Exceptional circumstances required for court to intervene in administration proceeding before it is completed
Administrative law – Judicial review – Judicial intervention – Appeals – Barristers and solicitors – Professional misconduct
Hemminger v. Law Society of British Columbia,  B.C.J. No. 120, 2023 BCCA 36, British Columbia Court of Appeal, January 25, 2023, M.V. Newbury, J.J.L. Hunter, P.G. Voith JJ.A.
The Law Society commenced discipline proceedings against Ms. Hemminger, a practising lawyer.
During the “facts and determination” phase of the hearing, at the submissions stage, Ms. Hemminger applied through counsel to have the proceedings re-opened in order to file expert evidence. Without hearing oral submissions and without notice it would issue a decision, the panel decided not to re-open the hearing.
Ms. Hemminger filed a petition for judicial review, seeking an order prohibiting the panel from continuing with the hearing. The court dismissed the petition as premature. Ms. Hemminger appealed.
On judicial review, the chambers judge held that the statutory context weighed against intervening “midproceeding.” Hearing an application for judicial review at an interim stage of the administrative proceeding leads to delay, which is contrary to the Law Society’s duty “to uphold and protect the public interest in the administration of justice,” and would “subvert” the comprehensive statutory code laid out in the statutory scheme for disciplinary proceedings.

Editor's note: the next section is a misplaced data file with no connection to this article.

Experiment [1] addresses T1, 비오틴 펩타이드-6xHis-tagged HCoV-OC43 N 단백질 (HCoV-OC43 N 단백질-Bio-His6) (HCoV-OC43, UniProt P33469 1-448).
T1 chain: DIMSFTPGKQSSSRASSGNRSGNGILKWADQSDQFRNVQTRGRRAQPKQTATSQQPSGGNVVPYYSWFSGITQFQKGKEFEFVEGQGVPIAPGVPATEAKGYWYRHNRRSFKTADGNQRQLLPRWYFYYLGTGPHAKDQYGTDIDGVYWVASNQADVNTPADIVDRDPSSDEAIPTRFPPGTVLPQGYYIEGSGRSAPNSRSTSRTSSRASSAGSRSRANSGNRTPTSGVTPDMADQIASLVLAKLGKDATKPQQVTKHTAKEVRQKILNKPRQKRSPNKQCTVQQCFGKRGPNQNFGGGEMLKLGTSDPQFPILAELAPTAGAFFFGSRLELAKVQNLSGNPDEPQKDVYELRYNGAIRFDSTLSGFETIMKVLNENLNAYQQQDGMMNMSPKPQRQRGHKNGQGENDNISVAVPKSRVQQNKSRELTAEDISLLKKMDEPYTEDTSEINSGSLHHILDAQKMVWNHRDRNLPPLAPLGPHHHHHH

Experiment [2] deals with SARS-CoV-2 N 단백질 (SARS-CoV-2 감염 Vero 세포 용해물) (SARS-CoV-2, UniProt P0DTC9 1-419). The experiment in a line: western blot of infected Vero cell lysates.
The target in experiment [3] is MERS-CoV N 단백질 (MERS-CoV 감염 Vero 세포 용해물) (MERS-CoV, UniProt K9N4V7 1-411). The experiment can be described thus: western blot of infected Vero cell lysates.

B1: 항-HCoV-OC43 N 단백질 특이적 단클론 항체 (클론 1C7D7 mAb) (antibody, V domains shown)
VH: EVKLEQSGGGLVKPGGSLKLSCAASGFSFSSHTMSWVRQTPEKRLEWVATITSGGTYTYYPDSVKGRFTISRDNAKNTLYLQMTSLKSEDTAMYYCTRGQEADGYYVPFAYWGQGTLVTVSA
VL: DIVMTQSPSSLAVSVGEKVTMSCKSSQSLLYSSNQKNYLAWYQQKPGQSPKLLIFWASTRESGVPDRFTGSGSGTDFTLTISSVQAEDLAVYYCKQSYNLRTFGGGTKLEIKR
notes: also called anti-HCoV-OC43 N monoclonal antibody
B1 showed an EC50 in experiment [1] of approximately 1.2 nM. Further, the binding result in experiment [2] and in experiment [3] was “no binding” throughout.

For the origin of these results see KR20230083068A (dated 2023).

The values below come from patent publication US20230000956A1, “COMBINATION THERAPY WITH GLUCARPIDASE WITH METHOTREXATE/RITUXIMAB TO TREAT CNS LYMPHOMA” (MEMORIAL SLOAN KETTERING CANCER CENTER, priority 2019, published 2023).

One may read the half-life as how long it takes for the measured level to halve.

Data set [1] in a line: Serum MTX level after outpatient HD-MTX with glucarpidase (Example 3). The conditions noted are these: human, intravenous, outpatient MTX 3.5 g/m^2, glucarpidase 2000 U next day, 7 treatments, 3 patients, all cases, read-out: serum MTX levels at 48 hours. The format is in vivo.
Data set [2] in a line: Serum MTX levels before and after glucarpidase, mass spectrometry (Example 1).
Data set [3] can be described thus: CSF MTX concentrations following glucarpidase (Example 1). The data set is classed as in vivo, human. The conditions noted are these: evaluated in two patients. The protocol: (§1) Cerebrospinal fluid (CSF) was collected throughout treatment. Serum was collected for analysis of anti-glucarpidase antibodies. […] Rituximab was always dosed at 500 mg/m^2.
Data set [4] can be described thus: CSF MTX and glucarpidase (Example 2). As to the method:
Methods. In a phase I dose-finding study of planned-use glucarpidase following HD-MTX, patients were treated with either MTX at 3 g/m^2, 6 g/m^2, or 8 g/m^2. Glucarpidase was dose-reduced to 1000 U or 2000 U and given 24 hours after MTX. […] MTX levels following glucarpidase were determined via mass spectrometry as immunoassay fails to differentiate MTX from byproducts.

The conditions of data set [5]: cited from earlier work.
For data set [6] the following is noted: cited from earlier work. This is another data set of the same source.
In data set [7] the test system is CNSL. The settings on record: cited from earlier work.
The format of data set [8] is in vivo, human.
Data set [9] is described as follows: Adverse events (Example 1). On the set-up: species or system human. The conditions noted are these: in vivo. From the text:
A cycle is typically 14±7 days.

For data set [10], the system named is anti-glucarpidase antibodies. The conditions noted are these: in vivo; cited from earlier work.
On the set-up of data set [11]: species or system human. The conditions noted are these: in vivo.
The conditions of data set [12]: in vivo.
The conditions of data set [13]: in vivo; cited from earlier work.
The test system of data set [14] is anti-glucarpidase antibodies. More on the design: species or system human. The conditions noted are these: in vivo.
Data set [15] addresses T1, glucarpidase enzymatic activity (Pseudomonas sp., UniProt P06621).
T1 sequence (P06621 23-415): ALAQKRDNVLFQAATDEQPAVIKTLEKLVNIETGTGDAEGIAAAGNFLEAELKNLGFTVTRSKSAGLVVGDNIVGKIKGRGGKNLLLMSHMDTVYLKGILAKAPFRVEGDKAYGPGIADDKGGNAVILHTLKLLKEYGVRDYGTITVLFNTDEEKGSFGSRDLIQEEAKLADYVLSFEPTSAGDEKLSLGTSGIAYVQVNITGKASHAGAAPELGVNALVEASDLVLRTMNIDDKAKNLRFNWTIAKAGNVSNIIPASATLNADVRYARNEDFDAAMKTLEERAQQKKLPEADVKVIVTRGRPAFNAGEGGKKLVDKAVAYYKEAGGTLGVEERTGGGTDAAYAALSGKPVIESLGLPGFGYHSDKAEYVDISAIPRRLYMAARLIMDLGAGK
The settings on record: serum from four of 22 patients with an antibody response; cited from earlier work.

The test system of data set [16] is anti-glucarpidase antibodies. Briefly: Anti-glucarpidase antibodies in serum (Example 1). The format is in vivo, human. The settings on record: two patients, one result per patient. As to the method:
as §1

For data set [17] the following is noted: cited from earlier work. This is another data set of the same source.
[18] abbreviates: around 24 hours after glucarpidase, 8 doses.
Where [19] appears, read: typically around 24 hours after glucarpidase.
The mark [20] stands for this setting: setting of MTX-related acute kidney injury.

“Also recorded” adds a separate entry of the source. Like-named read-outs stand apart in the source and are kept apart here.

On appeal, the Court of Appeal held there was no error in the chambers judge’s refusal to exercise discretion to judicially intervene in the proceedings before the hearing was completed. Ms. Hemminger alleged bias against the panel; however, the “strong evidentiary foundation” required to show bias was not established. The circumstances of the case were not “exceptional” and the high threshold for interfering mid-hearing was not met.
The Court of Appeal dismissed the appeal.
This case was digested by Joel A. Morris, and first published in the LexisNexis® Harper Grey Administrative Law Netletter and the Harper Grey Administrative Law Newsletter. If you would like to discuss this case further, please contact Joel A. Morris at firstname.lastname@example.org.
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